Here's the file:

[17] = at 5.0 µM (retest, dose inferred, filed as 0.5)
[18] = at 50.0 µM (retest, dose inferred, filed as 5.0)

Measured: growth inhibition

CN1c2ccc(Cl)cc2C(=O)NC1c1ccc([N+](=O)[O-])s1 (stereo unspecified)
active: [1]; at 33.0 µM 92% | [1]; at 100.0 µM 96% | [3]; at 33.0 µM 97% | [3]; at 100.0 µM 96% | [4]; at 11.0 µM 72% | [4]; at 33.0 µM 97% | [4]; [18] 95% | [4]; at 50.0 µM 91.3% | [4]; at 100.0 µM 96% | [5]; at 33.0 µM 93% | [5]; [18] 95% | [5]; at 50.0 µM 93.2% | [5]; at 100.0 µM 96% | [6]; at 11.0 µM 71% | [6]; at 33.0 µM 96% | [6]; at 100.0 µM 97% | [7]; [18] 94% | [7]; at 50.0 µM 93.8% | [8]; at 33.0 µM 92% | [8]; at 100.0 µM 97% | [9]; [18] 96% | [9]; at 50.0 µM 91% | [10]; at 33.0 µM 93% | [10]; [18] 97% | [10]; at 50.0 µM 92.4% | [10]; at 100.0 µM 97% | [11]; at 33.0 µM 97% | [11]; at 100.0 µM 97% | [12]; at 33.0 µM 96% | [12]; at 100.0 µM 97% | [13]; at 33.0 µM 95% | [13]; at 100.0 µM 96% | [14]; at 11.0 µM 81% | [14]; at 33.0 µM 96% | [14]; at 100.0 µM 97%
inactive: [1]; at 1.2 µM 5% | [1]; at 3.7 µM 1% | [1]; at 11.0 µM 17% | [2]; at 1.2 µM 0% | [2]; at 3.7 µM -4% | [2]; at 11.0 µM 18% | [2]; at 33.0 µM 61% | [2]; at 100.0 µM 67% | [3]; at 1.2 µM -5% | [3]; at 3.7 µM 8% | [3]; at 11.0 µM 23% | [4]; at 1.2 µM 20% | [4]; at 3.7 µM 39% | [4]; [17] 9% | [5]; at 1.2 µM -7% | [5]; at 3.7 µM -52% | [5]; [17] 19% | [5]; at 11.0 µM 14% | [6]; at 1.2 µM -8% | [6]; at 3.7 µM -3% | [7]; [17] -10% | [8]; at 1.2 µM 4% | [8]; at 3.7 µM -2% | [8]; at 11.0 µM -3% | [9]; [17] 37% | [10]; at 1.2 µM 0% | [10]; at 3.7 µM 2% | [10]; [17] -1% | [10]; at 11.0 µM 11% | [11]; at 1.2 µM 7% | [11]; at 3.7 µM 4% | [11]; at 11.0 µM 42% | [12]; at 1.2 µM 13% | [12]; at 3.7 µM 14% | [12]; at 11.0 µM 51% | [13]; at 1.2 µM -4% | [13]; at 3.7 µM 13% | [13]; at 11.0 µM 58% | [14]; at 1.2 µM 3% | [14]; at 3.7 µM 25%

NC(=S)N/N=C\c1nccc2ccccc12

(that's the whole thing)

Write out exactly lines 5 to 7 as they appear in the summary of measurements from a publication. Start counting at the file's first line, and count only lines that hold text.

active: [1]; at 33.0 µM 92% | [1]; at 100.0 µM 96% | [3]; at 33.0 µM 97% | [3]; at 100.0 µM 96% | [4]; at 11.0 µM 72% | [4]; at 33.0 µM 97% | [4]; [18] 95% | [4]; at 50.0 µM 91.3% | [4]; at 100.0 µM 96% | [5]; at 33.0 µM 93% | [5]; [18] 95% | [5]; at 50.0 µM 93.2% | [5]; at 100.0 µM 96% | [6]; at 11.0 µM 71% | [6]; at 33.0 µM 96% | [6]; at 100.0 µM 97% | [7]; [18] 94% | [7]; at 50.0 µM 93.8% | [8]; at 33.0 µM 92% | [8]; at 100.0 µM 97% | [9]; [18] 96% | [9]; at 50.0 µM 91% | [10]; at 33.0 µM 93% | [10]; [18] 97% | [10]; at 50.0 µM 92.4% | [10]; at 100.0 µM 97% | [11]; at 33.0 µM 97% | [11]; at 100.0 µM 97% | [12]; at 33.0 µM 96% | [12]; at 100.0 µM 97% | [13]; at 33.0 µM 95% | [13]; at 100.0 µM 96% | [14]; at 11.0 µM 81% | [14]; at 33.0 µM 96% | [14]; at 100.0 µM 97%
inactive: [1]; at 1.2 µM 5% | [1]; at 3.7 µM 1% | [1]; at 11.0 µM 17% | [2]; at 1.2 µM 0% | [2]; at 3.7 µM -4% | [2]; at 11.0 µM 18% | [2]; at 33.0 µM 61% | [2]; at 100.0 µM 67% | [3]; at 1.2 µM -5% | [3]; at 3.7 µM 8% | [3]; at 11.0 µM 23% | [4]; at 1.2 µM 20% | [4]; at 3.7 µM 39% | [4]; [17] 9% | [5]; at 1.2 µM -7% | [5]; at 3.7 µM -52% | [5]; [17] 19% | [5]; at 11.0 µM 14% | [6]; at 1.2 µM -8% | [6]; at 3.7 µM -3% | [7]; [17] -10% | [8]; at 1.2 µM 4% | [8]; at 3.7 µM -2% | [8]; at 11.0 µM -3% | [9]; [17] 37% | [10]; at 1.2 µM 0% | [10]; at 3.7 µM 2% | [10]; [17] -1% | [10]; at 11.0 µM 11% | [11]; at 1.2 µM 7% | [11]; at 3.7 µM 4% | [11]; at 11.0 µM 42% | [12]; at 1.2 µM 13% | [12]; at 3.7 µM 14% | [12]; at 11.0 µM 51% | [13]; at 1.2 µM -4% | [13]; at 3.7 µM 13% | [13]; at 11.0 µM 58% | [14]; at 1.2 µM 3% | [14]; at 3.7 µM 25%

NC(=S)N/N=C\c1nccc2ccccc12